Kiss of the Damned received a lot of positive notices after it played this year’s South by Southwest. Maybe seeing it with a crowd makes a difference. Or maybe there was something in the air in Austin when it was screened. Either way, this critic feels like they saw an entirely different movie than the one in those favorable reviews.
A vampire tale that is awfully familiar, Kiss of the Damned is like a Skinemax offering with marginally better acting and a slightly bigger budget. If some flesh and sex are all you ask of a vampire movie, you will be plenty satisfied. But it’s not quite ridiculous enough to fall into so-bad-it’s-good territory and for the most part it is excruciatingly dull.
Paolo (Milo Ventimiglia) is a screenwriter camped out in some small town in an effort to get some peace and quiet and focus on his writing. One night he ventures to a local bar for some Scotch and is immediately smitten with Djuna (Josephine de la Baume). Sparks fly and she takes him back to her place, a large house she is watching for a friend. Just when things start to get hot and heavy, Djuna pushes Paolo away. She claims to have a skin condition and says it is too dangerous and he must go.
Paolo is not deterred. Less than 10 minutes into the movie he is completely obsessed with Djuna. He basically stalks her until she lets him back into the house. To make sure he understand what he is dealing with, she chains herself to a bed and allows him to see her turn into a vampire. Does Paolo run when he sees a woman chain herself to a bed and proclaim to be a vampire? No. Does he run after she really does turn into a vampire? No. He acts as if this is something he sees all the time. Instead he lets her bite and turn him, telling her that “I’d have done anything to be with you.” At this point, outside of being a vampire, there sure doesn’t seem to be anything remarkable about Djuna.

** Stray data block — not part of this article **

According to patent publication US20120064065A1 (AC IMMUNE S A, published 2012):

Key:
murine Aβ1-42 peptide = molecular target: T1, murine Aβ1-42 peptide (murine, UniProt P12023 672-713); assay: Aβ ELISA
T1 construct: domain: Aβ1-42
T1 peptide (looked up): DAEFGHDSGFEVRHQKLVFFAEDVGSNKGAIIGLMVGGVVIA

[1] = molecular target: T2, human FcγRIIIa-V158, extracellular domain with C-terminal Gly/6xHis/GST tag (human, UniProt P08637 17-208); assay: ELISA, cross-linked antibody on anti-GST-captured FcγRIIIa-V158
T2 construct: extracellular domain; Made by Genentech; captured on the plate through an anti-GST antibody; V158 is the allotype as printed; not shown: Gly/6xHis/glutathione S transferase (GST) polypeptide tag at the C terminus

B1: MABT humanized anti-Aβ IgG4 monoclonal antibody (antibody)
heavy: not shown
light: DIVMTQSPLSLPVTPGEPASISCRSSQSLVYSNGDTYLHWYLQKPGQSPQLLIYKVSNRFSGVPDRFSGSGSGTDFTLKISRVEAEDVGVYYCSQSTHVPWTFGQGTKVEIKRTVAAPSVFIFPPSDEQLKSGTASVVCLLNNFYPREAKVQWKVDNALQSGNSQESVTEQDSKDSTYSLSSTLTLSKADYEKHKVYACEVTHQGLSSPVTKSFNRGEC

Djuna fills Paolo in on the lifestyle, explaining that they will heal quickly and never age, but they can die (beheading, etc.). It’s the usual rules. Everything is going well until her sister, Mimi (Roxane Mesquida), shows up. Mimi is nuts and she and Djuna do not get along. They bicker endlessly about nothing particularly interesting and Djuna knows that she and Paolo need to get far away as soon as possible.
The bickering is boring. Vampires discussing the current state of vampire life (are they the real monsters or are human?) is boring. Talk of a synthetic drug awaiting FDA approval is boring. The love story at the center of everything is forced and unconvincing. The acting ranges from passable to embarrassing. There’s the aforementioned sex and a little gore but it’s certainly not the least bit suspenseful. Everything is stale and sluggish.
It also takes itself way too seriously most of the time. There are moments of absurdity (Paolo and Djuna kissing passionately through a chained door, seen via overhead shot) and you think maybe it will run with this and be entertaining. But those moments are the exception. For the majority of its running time Kiss of the Damned is tiresome and pedestrian.